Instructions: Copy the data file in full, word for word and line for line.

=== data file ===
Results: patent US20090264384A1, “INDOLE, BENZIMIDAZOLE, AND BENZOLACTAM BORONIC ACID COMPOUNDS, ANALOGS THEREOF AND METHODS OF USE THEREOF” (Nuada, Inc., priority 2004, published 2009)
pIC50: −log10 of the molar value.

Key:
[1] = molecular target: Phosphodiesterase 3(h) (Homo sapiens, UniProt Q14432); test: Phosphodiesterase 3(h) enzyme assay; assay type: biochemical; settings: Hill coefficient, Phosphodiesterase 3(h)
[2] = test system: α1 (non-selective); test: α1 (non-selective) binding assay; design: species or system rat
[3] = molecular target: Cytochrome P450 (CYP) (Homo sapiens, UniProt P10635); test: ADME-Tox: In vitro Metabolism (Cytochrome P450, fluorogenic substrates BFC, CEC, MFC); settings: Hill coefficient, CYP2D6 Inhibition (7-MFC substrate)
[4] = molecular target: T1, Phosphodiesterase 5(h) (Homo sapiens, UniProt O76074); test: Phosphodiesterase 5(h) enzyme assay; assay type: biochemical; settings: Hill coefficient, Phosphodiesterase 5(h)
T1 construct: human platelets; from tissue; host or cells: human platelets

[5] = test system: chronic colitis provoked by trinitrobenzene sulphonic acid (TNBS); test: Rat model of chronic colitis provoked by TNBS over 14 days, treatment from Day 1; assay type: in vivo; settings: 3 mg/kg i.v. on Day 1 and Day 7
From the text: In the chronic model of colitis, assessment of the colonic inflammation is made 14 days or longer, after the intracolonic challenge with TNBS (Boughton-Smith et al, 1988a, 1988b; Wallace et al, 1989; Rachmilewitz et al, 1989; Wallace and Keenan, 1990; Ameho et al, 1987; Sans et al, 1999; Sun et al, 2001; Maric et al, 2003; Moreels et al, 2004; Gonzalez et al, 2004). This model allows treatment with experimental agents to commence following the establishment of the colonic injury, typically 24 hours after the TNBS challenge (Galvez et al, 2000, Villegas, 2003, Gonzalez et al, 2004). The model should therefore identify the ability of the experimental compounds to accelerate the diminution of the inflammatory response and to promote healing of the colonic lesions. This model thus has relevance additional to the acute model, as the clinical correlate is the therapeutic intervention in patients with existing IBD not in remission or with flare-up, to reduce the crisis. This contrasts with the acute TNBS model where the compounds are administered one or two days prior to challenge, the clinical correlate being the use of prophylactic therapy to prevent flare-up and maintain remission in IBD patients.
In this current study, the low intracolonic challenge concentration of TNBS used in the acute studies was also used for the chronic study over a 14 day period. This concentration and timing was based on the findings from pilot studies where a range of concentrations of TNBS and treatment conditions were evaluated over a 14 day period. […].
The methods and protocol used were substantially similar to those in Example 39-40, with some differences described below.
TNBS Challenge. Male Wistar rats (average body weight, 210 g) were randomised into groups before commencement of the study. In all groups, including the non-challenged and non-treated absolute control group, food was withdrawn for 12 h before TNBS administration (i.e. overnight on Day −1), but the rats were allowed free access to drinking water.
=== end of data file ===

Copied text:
Results: patent US20090264384A1, “INDOLE, BENZIMIDAZOLE, AND BENZOLACTAM BORONIC ACID COMPOUNDS, ANALOGS THEREOF AND METHODS OF USE THEREOF” (Nuada, Inc., priority 2004, published 2009)
pIC50: −log10 of the molar value.

Key:
[1] = molecular target: Phosphodiesterase 3(h) (Homo sapiens, UniProt Q14432); test: Phosphodiesterase 3(h) enzyme assay; assay type: biochemical; settings: Hill coefficient, Phosphodiesterase 3(h)
[2] = test system: α1 (non-selective); test: α1 (non-selective) binding assay; design: species or system rat
[3] = molecular target: Cytochrome P450 (CYP) (Homo sapiens, UniProt P10635); test: ADME-Tox: In vitro Metabolism (Cytochrome P450, fluorogenic substrates BFC, CEC, MFC); settings: Hill coefficient, CYP2D6 Inhibition (7-MFC substrate)
[4] = molecular target: T1, Phosphodiesterase 5(h) (Homo sapiens, UniProt O76074); test: Phosphodiesterase 5(h) enzyme assay; assay type: biochemical; settings: Hill coefficient, Phosphodiesterase 5(h)
T1 construct: human platelets; from tissue; host or cells: human platelets

[5] = test system: chronic colitis provoked by trinitrobenzene sulphonic acid (TNBS); test: Rat model of chronic colitis provoked by TNBS over 14 days, treatment from Day 1; assay type: in vivo; settings: 3 mg/kg i.v. on Day 1 and Day 7
From the text: In the chronic model of colitis, assessment of the colonic inflammation is made 14 days or longer, after the intracolonic challenge with TNBS (Boughton-Smith et al, 1988a, 1988b; Wallace et al, 1989; Rachmilewitz et al, 1989; Wallace and Keenan, 1990; Ameho et al, 1987; Sans et al, 1999; Sun et al, 2001; Maric et al, 2003; Moreels et al, 2004; Gonzalez et al, 2004). This model allows treatment with experimental agents to commence following the establishment of the colonic injury, typically 24 hours after the TNBS challenge (Galvez et al, 2000, Villegas, 2003, Gonzalez et al, 2004). The model should therefore identify the ability of the experimental compounds to accelerate the diminution of the inflammatory response and to promote healing of the colonic lesions. This model thus has relevance additional to the acute model, as the clinical correlate is the therapeutic intervention in patients with existing IBD not in remission or with flare-up, to reduce the crisis. This contrasts with the acute TNBS model where the compounds are administered one or two days prior to challenge, the clinical correlate being the use of prophylactic therapy to prevent flare-up and maintain remission in IBD patients.
In this current study, the low intracolonic challenge concentration of TNBS used in the acute studies was also used for the chronic study over a 14 day period. This concentration and timing was based on the findings from pilot studies where a range of concentrations of TNBS and treatment conditions were evaluated over a 14 day period. […].
The methods and protocol used were substantially similar to those in Example 39-40, with some differences described below.
TNBS Challenge. Male Wistar rats (average body weight, 210 g) were randomised into groups before commencement of the study. In all groups, including the non-challenged and non-treated absolute control group, food was withdrawn for 12 h before TNBS administration (i.e. overnight on Day −1), but the rats were allowed free access to drinking water.